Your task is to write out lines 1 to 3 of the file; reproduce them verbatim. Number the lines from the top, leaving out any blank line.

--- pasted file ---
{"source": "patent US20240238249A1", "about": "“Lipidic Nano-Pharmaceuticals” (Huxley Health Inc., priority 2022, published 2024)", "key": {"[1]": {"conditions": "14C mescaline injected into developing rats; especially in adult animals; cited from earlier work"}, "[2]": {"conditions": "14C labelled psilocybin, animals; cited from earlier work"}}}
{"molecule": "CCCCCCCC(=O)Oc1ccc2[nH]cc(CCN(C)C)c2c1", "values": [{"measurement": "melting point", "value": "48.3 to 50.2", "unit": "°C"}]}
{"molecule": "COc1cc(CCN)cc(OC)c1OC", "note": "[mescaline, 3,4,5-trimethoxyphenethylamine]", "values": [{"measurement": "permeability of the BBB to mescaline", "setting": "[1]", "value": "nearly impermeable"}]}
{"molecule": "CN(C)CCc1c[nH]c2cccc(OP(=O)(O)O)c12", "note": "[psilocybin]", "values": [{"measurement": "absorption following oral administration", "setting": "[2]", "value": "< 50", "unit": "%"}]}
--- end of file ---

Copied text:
{"source": "patent US20240238249A1", "about": "“Lipidic Nano-Pharmaceuticals” (Huxley Health Inc., priority 2022, published 2024)", "key": {"[1]": {"conditions": "14C mescaline injected into developing rats; especially in adult animals; cited from earlier work"}, "[2]": {"conditions": "14C labelled psilocybin, animals; cited from earlier work"}}}
{"molecule": "CCCCCCCC(=O)Oc1ccc2[nH]cc(CCN(C)C)c2c1", "values": [{"measurement": "melting point", "value": "48.3 to 50.2", "unit": "°C"}]}
{"molecule": "COc1cc(CCN)cc(OC)c1OC", "note": "[mescaline, 3,4,5-trimethoxyphenethylamine]", "values": [{"measurement": "permeability of the BBB to mescaline", "setting": "[1]", "value": "nearly impermeable"}]}